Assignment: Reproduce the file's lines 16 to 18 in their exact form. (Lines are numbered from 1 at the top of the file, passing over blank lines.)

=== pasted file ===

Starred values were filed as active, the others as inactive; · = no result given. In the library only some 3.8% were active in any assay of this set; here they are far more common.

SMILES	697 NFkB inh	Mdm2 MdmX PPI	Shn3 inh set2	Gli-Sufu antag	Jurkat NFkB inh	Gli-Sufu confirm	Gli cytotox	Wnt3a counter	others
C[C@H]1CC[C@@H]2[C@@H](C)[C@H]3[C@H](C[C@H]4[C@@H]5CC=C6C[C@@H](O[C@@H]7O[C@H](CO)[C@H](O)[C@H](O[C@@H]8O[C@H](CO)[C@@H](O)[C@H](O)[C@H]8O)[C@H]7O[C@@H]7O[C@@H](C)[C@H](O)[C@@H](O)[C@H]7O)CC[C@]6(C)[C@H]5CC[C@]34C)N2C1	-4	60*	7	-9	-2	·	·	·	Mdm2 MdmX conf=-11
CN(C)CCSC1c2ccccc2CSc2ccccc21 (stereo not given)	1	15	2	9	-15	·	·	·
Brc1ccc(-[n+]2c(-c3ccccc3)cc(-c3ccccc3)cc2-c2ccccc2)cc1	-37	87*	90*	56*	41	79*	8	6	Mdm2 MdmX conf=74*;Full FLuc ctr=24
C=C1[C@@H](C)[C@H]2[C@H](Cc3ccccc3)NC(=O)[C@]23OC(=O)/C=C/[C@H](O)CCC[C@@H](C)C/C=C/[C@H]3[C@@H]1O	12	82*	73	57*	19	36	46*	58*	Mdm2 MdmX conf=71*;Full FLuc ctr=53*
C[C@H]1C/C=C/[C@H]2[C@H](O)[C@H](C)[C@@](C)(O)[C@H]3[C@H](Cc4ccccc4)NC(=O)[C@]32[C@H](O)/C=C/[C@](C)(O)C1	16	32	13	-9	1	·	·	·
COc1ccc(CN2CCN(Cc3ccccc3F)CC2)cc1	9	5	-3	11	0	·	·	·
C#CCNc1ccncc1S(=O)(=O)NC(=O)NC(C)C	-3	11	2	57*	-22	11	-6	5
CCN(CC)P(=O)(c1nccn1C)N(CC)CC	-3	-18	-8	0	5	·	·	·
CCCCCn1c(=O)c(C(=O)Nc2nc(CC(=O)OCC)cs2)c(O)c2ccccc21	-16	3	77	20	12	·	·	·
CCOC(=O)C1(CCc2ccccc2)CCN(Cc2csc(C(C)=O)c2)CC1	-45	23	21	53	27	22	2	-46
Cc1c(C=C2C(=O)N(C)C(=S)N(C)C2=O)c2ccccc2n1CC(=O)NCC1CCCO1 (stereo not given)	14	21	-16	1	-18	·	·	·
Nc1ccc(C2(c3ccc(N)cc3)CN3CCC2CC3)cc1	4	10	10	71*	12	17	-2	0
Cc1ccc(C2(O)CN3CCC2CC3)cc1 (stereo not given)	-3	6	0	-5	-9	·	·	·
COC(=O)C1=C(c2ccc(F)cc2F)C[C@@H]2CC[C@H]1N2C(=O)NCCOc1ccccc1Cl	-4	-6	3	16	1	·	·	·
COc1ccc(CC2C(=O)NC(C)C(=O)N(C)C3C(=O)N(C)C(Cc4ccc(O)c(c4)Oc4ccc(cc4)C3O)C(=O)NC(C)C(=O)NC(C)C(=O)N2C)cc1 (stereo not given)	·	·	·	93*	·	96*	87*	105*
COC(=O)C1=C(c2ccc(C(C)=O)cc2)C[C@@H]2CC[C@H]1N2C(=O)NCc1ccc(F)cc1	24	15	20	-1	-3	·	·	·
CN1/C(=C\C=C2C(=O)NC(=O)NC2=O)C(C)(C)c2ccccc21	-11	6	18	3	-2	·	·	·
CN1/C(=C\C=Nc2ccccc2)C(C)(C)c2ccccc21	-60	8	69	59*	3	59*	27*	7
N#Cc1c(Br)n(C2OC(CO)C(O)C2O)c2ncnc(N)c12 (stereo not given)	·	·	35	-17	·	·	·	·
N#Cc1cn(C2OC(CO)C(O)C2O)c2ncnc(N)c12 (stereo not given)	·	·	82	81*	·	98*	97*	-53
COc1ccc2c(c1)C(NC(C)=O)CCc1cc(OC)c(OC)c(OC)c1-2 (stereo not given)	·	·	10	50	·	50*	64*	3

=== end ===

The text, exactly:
COC(=O)C1=C(c2ccc(F)cc2F)C[C@@H]2CC[C@H]1N2C(=O)NCCOc1ccccc1Cl	-4	-6	3	16	1	·	·	·
COc1ccc(CC2C(=O)NC(C)C(=O)N(C)C3C(=O)N(C)C(Cc4ccc(O)c(c4)Oc4ccc(cc4)C3O)C(=O)NC(C)C(=O)NC(C)C(=O)N2C)cc1 (stereo not given)	·	·	·	93*	·	96*	87*	105*
COC(=O)C1=C(c2ccc(C(C)=O)cc2)C[C@@H]2CC[C@H]1N2C(=O)NCc1ccc(F)cc1	24	15	20	-1	-3	·	·	·